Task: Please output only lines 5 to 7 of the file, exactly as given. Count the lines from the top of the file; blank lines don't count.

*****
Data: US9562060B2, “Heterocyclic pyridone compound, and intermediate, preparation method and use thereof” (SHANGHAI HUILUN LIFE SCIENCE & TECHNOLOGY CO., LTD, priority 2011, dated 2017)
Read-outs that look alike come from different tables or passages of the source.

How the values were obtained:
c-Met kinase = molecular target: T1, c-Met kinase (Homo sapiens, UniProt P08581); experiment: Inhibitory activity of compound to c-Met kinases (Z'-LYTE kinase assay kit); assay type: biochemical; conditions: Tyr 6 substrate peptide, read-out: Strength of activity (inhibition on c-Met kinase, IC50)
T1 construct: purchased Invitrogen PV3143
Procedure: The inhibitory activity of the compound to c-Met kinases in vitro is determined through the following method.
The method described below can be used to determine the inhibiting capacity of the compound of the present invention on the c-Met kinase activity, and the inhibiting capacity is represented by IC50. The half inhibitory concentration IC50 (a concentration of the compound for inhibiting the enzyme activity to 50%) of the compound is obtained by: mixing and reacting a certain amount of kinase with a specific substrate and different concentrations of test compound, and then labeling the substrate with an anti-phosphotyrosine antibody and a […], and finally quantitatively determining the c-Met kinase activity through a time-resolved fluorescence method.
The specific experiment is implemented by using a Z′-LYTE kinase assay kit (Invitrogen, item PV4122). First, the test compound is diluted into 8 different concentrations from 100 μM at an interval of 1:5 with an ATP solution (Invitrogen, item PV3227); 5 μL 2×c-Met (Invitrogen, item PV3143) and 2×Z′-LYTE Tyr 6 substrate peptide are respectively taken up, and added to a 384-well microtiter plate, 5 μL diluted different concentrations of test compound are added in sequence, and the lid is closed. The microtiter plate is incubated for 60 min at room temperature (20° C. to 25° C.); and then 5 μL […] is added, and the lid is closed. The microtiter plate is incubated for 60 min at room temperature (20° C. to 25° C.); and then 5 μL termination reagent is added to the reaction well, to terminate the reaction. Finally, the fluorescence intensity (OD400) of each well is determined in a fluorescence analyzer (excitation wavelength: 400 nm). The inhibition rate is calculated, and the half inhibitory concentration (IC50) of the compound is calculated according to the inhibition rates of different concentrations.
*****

T1 construct: purchased Invitrogen PV3143
Procedure: The inhibitory activity of the compound to c-Met kinases in vitro is determined through the following method.
The method described below can be used to determine the inhibiting capacity of the compound of the present invention on the c-Met kinase activity, and the inhibiting capacity is represented by IC50. The half inhibitory concentration IC50 (a concentration of the compound for inhibiting the enzyme activity to 50%) of the compound is obtained by: mixing and reacting a certain amount of kinase with a specific substrate and different concentrations of test compound, and then labeling the substrate with an anti-phosphotyrosine antibody and a […], and finally quantitatively determining the c-Met kinase activity through a time-resolved fluorescence method.